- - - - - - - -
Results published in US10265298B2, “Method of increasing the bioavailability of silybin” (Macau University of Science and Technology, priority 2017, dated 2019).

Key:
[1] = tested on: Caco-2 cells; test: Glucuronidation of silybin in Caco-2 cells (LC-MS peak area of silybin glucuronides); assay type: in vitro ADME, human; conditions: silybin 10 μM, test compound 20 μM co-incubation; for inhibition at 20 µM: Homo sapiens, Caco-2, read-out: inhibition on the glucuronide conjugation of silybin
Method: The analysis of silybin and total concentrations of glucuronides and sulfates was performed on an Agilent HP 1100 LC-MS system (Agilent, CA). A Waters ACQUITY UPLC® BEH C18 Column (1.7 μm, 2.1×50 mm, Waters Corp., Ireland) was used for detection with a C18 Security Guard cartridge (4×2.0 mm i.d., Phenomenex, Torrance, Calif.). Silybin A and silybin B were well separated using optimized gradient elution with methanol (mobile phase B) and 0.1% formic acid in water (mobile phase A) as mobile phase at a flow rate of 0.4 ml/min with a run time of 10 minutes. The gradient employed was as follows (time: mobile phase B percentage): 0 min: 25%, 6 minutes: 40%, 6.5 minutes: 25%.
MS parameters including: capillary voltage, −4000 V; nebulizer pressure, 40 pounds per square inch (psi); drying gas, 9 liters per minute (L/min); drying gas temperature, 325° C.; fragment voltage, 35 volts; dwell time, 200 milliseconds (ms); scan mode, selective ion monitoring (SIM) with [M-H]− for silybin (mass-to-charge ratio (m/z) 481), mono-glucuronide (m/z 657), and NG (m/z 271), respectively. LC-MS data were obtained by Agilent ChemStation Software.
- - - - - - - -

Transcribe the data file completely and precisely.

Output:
Results published in US10265298B2, “Method of increasing the bioavailability of silybin” (Macau University of Science and Technology, priority 2017, dated 2019).

Key:
[1] = tested on: Caco-2 cells; test: Glucuronidation of silybin in Caco-2 cells (LC-MS peak area of silybin glucuronides); assay type: in vitro ADME, human; conditions: silybin 10 μM, test compound 20 μM co-incubation; for inhibition at 20 µM: Homo sapiens, Caco-2, read-out: inhibition on the glucuronide conjugation of silybin
Method: The analysis of silybin and total concentrations of glucuronides and sulfates was performed on an Agilent HP 1100 LC-MS system (Agilent, CA). A Waters ACQUITY UPLC® BEH C18 Column (1.7 μm, 2.1×50 mm, Waters Corp., Ireland) was used for detection with a C18 Security Guard cartridge (4×2.0 mm i.d., Phenomenex, Torrance, Calif.). Silybin A and silybin B were well separated using optimized gradient elution with methanol (mobile phase B) and 0.1% formic acid in water (mobile phase A) as mobile phase at a flow rate of 0.4 ml/min with a run time of 10 minutes. The gradient employed was as follows (time: mobile phase B percentage): 0 min: 25%, 6 minutes: 40%, 6.5 minutes: 25%.
MS parameters including: capillary voltage, −4000 V; nebulizer pressure, 40 pounds per square inch (psi); drying gas, 9 liters per minute (L/min); drying gas temperature, 325° C.; fragment voltage, 35 volts; dwell time, 200 milliseconds (ms); scan mode, selective ion monitoring (SIM) with [M-H]− for silybin (mass-to-charge ratio (m/z) 481), mono-glucuronide (m/z 657), and NG (m/z 271), respectively. LC-MS data were obtained by Agilent ChemStation Software.